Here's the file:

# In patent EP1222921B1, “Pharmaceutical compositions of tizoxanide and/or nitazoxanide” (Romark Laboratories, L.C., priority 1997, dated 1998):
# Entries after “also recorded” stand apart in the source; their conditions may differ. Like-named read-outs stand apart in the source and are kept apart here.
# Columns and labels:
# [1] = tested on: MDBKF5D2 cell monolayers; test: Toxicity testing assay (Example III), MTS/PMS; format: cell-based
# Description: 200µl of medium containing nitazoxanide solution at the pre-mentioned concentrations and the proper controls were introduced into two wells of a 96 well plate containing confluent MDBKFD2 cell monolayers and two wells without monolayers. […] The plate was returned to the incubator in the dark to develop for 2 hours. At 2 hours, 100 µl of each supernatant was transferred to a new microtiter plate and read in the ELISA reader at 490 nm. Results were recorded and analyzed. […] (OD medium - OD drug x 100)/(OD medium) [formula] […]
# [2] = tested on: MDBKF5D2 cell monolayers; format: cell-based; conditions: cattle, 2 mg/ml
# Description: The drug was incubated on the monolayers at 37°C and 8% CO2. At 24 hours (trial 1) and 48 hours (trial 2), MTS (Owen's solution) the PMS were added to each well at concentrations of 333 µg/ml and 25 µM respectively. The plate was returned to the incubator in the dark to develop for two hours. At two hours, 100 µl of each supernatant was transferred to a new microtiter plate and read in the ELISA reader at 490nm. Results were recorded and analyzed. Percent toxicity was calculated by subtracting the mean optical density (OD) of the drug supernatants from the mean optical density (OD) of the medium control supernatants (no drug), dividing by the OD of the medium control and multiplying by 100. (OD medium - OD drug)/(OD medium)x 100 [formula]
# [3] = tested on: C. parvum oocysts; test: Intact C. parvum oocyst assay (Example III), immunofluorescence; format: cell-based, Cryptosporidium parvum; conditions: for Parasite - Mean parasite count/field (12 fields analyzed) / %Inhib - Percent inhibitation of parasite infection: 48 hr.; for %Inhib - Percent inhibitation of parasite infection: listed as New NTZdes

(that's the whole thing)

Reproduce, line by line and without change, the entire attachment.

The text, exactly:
# In patent EP1222921B1, “Pharmaceutical compositions of tizoxanide and/or nitazoxanide” (Romark Laboratories, L.C., priority 1997, dated 1998):
# Entries after “also recorded” stand apart in the source; their conditions may differ. Like-named read-outs stand apart in the source and are kept apart here.
# Columns and labels:
# [1] = tested on: MDBKF5D2 cell monolayers; test: Toxicity testing assay (Example III), MTS/PMS; format: cell-based
# Description: 200µl of medium containing nitazoxanide solution at the pre-mentioned concentrations and the proper controls were introduced into two wells of a 96 well plate containing confluent MDBKFD2 cell monolayers and two wells without monolayers. […] The plate was returned to the incubator in the dark to develop for 2 hours. At 2 hours, 100 µl of each supernatant was transferred to a new microtiter plate and read in the ELISA reader at 490 nm. Results were recorded and analyzed. […] (OD medium - OD drug x 100)/(OD medium) [formula] […]
# [2] = tested on: MDBKF5D2 cell monolayers; format: cell-based; conditions: cattle, 2 mg/ml
# Description: The drug was incubated on the monolayers at 37°C and 8% CO2. At 24 hours (trial 1) and 48 hours (trial 2), MTS (Owen's solution) the PMS were added to each well at concentrations of 333 µg/ml and 25 µM respectively. The plate was returned to the incubator in the dark to develop for two hours. At two hours, 100 µl of each supernatant was transferred to a new microtiter plate and read in the ELISA reader at 490nm. Results were recorded and analyzed. Percent toxicity was calculated by subtracting the mean optical density (OD) of the drug supernatants from the mean optical density (OD) of the medium control supernatants (no drug), dividing by the OD of the medium control and multiplying by 100. (OD medium - OD drug)/(OD medium)x 100 [formula]
# [3] = tested on: C. parvum oocysts; test: Intact C. parvum oocyst assay (Example III), immunofluorescence; format: cell-based, Cryptosporidium parvum; conditions: for Parasite - Mean parasite count/field (12 fields analyzed) / %Inhib - Percent inhibitation of parasite infection: 48 hr.; for %Inhib - Percent inhibitation of parasite infection: listed as New NTZdes